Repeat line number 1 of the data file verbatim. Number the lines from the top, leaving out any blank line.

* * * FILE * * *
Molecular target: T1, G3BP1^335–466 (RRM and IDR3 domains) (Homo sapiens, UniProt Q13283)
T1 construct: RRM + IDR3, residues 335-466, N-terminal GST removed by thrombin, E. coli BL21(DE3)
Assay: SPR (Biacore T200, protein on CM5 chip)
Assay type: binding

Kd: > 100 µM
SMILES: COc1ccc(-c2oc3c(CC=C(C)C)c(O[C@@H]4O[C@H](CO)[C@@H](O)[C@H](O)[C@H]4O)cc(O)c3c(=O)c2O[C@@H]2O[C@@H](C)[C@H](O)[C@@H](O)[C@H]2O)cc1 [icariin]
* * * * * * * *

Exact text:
Molecular target: T1, G3BP1^335–466 (RRM and IDR3 domains) (Homo sapiens, UniProt Q13283)